by Ann Oakley
8th March 2022

Ann Oakley #BreakTheBiasTo mark International Women’s Day this year we are launching a series of articles to celebrate our female authors – ‘Women in academia and practice’. We will look at their work and the challenges they have faced, and hear their thoughts about obstacles to gender equality. Ann Oakley is Professor of Sociology and Social Policy at the UCL Social Research Institute and has been a social researcher for more than 50 years.

To celebrate International Women’s Day, for 8 March only, when you buy one of Ann Oakley’s books with code POAKIWD22, you will get the eBook of that title for free.


How did you get to where you are today?

I’ve been an academic researcher and writer since the mid-1960s. At the age of 78, I’m still employed (part-time) at the UCL Social Research Unit; my current project is about the movement in the early 20th century to make household science a university subject. On the way I have researched and written in the fields of gender, health and methodology and set up two research units at the Institute of Education, now part of UCL.

What challenges have you faced?

In the 1960s, most women in academia had insecure short-term teaching or research posts (they still predominate in these today). Discrimination was rife: for example, the postgraduate studentship I was awarded in 1969 by the Social Science Research Council (now the Economic and Social Research Council, another sign of the times) paid married women less than anybody else. When I challenged this with the then Secretary of State for Education, I was told that my husband was supposed to give me pocket money to make up the difference. Later, when being interviewed for jobs, I was asked what I proposed to do about the care of my children. Academic subjects to do with the position of women were either off the agenda or treated with disdain/incredulity (or simply ignored). At various points in my ‘career’ (a male concept) I was passed over for promotion or rejected for a post in favour of a less qualified man. This wasn’t exceptional; it was normal: it happened to many women.

What needs to be done to address the challenges women face generally in academia?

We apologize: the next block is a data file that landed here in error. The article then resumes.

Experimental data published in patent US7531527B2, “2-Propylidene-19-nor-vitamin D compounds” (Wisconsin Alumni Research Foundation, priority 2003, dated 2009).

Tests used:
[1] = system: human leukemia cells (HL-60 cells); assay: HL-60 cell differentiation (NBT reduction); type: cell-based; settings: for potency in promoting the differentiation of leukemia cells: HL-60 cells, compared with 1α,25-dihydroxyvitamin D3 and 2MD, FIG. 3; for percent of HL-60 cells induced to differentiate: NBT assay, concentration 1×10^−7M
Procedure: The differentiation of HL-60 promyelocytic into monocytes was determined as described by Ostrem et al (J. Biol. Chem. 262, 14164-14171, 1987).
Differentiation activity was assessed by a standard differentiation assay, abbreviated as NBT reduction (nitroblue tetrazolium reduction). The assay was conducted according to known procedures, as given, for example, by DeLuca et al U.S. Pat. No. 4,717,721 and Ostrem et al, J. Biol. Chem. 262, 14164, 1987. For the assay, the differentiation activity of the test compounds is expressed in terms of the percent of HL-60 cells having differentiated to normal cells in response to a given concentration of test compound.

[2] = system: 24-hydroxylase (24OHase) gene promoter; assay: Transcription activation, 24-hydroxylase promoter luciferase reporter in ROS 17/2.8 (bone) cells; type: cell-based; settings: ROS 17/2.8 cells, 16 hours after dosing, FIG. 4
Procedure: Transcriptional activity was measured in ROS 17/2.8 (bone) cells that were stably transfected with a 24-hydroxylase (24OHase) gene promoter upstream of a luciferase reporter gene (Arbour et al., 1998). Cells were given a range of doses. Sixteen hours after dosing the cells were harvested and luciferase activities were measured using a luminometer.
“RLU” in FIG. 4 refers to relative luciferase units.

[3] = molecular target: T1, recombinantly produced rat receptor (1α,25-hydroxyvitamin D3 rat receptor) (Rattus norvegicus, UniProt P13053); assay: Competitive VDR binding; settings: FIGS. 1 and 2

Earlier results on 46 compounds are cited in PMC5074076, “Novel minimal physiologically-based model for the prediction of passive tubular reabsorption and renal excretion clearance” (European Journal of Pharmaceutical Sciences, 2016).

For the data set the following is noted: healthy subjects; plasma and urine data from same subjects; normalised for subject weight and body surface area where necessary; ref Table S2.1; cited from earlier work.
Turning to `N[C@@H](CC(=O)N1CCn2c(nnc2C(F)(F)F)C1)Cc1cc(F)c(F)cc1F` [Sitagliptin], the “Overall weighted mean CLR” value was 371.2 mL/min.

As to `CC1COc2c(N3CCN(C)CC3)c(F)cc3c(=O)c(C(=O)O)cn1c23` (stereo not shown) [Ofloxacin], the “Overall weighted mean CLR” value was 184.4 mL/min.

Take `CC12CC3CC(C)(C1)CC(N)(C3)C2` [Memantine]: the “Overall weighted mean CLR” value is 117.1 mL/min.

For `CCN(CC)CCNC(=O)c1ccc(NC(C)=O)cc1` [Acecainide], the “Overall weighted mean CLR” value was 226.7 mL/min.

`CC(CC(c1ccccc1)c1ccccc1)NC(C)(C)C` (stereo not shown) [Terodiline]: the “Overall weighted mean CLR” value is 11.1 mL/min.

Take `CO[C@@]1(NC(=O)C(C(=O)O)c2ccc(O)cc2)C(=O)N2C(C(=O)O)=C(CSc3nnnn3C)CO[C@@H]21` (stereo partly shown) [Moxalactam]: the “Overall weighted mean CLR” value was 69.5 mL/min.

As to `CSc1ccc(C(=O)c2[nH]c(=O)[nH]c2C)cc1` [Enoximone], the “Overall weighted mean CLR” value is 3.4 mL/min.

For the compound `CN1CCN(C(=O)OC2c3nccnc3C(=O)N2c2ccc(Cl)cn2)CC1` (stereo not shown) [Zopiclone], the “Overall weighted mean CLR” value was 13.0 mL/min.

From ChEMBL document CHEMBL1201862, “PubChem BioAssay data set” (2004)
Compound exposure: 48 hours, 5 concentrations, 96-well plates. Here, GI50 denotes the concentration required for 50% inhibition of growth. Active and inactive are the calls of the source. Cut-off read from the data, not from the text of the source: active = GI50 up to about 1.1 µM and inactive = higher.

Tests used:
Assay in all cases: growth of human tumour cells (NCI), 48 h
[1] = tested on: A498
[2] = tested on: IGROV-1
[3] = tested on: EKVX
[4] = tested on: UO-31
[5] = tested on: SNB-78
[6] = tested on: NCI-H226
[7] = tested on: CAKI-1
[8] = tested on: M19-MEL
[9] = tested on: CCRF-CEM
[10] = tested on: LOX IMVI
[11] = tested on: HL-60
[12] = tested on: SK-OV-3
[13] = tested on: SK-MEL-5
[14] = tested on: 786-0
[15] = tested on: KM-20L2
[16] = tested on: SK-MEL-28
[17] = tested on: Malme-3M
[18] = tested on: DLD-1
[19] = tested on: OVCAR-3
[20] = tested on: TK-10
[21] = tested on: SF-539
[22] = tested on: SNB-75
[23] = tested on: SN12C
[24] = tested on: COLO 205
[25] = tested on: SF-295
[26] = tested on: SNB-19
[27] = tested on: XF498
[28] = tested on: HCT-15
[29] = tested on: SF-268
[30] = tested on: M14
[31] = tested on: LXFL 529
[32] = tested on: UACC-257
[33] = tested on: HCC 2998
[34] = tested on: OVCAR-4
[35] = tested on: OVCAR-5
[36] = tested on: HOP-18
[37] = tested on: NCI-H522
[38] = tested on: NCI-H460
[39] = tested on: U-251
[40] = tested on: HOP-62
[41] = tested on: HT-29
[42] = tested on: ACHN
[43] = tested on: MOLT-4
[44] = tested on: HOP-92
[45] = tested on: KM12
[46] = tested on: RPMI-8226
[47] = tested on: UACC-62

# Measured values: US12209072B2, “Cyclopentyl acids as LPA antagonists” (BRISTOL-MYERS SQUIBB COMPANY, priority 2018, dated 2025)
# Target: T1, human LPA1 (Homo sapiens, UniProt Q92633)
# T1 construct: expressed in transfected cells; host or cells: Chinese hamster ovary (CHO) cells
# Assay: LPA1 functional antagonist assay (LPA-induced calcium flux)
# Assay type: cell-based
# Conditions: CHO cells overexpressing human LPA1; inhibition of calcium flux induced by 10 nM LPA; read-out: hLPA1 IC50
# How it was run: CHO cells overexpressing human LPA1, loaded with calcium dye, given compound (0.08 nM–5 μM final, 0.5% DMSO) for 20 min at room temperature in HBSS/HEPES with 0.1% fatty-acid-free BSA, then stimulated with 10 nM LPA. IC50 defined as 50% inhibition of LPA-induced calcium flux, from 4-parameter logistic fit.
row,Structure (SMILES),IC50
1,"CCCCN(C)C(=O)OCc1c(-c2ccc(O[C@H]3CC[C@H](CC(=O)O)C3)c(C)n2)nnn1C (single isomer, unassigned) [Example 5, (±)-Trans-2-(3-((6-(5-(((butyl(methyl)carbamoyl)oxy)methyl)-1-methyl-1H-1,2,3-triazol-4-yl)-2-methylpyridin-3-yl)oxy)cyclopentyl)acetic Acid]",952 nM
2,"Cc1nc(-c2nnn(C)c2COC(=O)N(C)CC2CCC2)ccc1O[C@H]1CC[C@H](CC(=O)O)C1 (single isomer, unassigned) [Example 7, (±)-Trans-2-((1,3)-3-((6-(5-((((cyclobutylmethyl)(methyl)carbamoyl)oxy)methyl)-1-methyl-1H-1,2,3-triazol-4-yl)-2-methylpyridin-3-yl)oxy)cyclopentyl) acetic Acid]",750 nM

Universities are known to be some of the worst employers of women. They remain in many ways masculine institutions. The American writer Adrienne Rich wrote movingly about this and about what a woman-centred university would look like in terms of both values and structures: we have the blueprint, but not the commitment needed to put it into practice. Women, especially young women, need to speak out and be brave, and they need to be less modest about their achievements and capabilities. And men really need to listen!

What advice would you give to younger women in academia and more broadly?

See above. I would advise younger women to really think seriously about whether academia is for them. Two things in particular have changed since I first became an academic. Firstly, the notion of scholarship as something prized for its own sake has been largely replaced with a market ideology – academic work is valued primarily in monetary terms. Secondly, one of my motives for becoming an academic was to carry out work which would (hopefully) make a positive contribution to human welfare. (I might have thought at the beginning about changing the world, but then I realised it was enough to hope you could change a little bit of it.) And I think the role of intellectuals in the 1970s and 1980s was more respected and influential than it is now. So if you want to shape public policy, maybe universities don’t provide the best base for that any longer.

What, in your opinion, is the biggest obstacle to gender equality today?

Gender, and gender equality, are subjects that interest and concern women much more than men. In what is still a patriarchal society, it’s thus easy for these topics to be sidelined. Moreover, gender equality is still mainly interpreted as enabling women to behave and be treated more like men; it’s about equal pay, equal employment opportunities, equal training and education. But it should also be about equal housework, equal childcare, equal caring responsibilities. Men, by and large, don’t want to become the equals of women in these senses, and they won’t until (or unless) the so-called private work and life of the home is socially valued as much as the activities that occupy the public world.

Ann Oakley is Professor of Sociology and Social Policy at the UCL Social Research Institute. A social researcher for more than 50 years, and author of many academic publications, she is also well known for her biography, autobiography and fiction. Her books include The Sociology of Housework, From Here to Maternity and The Men’s Room which was serialised by the BBC in 1991.

Browse all the interviews in our Women in academia and practice blog series here.

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